Award-winning Verdun-based saxophonist, composer and bandleader Beth McKenna may have grown up in rural Nova Scotia, but she has made her mark musically performing in and about her adopted hometown of Montreal.
The 28 year-old musician performed at the Montreal International Jazz Festival for the seventh straight year this past week. She’s currently working on a second suite with her 18-piece ensemble, the Beth McKenna Jazz Orchestra, while holding down a day job as a recruiter at Concordia University’s John Molson School of Business and pursuing other musical projects.
The rich, textured sound of McKenna’s arrangements resonates equally well in the cozy confines of La Maison 2109, where she performed last week with other composers as part of a jazz festival jam session, and on the TD Stage, where McKenna and her orchestra gave a breakout performance of her eight-part suite Home: Montreal last year as part of the city’s 375th anniversary celebrations.
Love at first sounds
McKenna has been performing jazz since Grade 7, when she was looking for something challenging to do and signed up for her school jazz band. It was love at first sounds. “As soon as I realized there was something more than classical music, I just took off,” she says.
In New Glasgow, N.S., there weren’t many opportunities for young jazz musicians. At 17, she came to Montreal, the “jazz capital of Canada” to audition for McGill University’s jazz program.
“After the audition, I went back to my hotel room and cried, because I thought I bombed it,” she recalls. The judges, though, were impressed enough to admit her to the program.
Coming here, she recalls was “the most thrilling thing ever — I dived in headfirst. I was pretty much stripped down to nothing musically and built back up again.” She got to know the community jam session scene, made friends, joined student ensembles and learned to conduct and compose.
McKenna established her own orchestra in 2013 after being told, at an audition, that she had potential as a composer. “I like classic big bands, but they’re not my inspirations; my inspirations are modern jazz, fusion, indie, rock [or] cinematic composers, where each of their pieces tell a story. I love the textures a big band can bring…just using the scores as canvas and the musicians as paintbrushes,” she says.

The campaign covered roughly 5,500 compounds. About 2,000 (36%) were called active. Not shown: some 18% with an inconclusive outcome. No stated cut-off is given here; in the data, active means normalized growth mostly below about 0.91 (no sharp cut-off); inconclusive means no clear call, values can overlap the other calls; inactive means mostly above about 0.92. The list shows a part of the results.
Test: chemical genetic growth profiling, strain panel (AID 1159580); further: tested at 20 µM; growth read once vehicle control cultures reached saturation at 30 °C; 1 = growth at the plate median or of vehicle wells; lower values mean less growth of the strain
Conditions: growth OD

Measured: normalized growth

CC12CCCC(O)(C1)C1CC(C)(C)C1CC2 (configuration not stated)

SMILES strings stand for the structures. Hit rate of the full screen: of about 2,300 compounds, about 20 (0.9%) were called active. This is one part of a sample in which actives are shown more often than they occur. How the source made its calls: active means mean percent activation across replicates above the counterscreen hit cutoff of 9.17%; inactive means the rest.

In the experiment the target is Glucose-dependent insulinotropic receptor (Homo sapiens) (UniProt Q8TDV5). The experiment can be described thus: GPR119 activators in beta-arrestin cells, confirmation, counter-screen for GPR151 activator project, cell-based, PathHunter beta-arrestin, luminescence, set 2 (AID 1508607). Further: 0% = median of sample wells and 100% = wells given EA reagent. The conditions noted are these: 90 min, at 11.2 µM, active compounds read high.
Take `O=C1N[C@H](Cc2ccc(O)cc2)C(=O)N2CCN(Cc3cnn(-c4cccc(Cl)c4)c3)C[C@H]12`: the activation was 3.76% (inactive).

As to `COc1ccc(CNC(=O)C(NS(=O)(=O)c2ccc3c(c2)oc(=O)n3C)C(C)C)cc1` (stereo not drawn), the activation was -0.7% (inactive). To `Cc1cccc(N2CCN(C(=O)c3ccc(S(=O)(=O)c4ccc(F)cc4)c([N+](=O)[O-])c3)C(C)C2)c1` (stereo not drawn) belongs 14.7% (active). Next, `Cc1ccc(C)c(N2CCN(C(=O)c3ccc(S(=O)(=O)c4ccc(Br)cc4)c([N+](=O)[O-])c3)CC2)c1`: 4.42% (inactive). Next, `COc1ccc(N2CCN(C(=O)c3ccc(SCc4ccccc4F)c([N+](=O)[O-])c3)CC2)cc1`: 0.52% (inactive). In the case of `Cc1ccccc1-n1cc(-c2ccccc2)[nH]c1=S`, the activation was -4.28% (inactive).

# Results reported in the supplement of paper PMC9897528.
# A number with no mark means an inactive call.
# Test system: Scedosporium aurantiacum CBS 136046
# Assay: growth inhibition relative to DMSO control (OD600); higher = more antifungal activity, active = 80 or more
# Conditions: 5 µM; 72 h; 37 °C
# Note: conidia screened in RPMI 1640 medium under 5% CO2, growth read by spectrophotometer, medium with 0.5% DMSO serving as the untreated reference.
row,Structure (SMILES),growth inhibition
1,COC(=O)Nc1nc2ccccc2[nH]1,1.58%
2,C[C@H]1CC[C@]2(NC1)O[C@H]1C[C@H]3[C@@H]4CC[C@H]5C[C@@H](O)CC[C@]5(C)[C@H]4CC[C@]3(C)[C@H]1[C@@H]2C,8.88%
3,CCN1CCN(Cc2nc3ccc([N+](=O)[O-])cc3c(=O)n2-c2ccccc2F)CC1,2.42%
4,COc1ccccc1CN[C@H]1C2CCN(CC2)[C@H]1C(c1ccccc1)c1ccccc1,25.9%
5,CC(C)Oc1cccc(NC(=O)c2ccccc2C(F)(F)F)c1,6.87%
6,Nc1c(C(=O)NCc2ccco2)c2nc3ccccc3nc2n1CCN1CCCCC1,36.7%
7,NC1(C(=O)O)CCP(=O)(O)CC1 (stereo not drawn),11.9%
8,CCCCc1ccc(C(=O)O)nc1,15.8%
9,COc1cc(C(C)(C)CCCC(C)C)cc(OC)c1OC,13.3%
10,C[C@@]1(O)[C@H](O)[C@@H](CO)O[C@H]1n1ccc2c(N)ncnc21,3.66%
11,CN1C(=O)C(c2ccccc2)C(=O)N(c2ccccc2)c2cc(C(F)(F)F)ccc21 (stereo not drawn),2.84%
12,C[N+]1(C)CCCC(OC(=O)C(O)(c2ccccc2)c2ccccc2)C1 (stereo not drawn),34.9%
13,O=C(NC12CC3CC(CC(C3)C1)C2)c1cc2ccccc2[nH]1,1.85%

She describes her own sound as “cinematic jazz-rock.” Her suite, Home: Montreal, will resonate (literally) with anyone who has spent time in the city. “I’m an observant person, and I basically convert what I see into music,” she says.
She began piecing the suite together by improvising while going back through photos from long walks through the city.
“The eight pieces are a concert illustration of Montreal, from coming over the bridge from the South Shore, to the Old Port, to an afternoon in Parc La Fontaine, to downtown [which includes] a free improv part based on construction…Plateau Mont-Royal, Pie-IX and the Olympic Stadium…the seventh movement is St-Henri and Pointe-Saint-Charles, and the last is the sendoff.”
The suite won a prestigious OPUS award from the Conseil québécois de la musique in 2017. “When you’re up against all your mentors in an award category and you win…you could hear my brain screaming,” she recalls, eyes wide at the memory.
Her current composition project, a full-length album called Spaces Beyond Here, brings the same images-into-sound approach to “social and political topics,” looking through a musical lens at global inequality and the North Korean nuclear standoff.
“People think that big band is like Moonlight Serenade or really out-there art music…but it can groove, it can rock and it can speak to people.”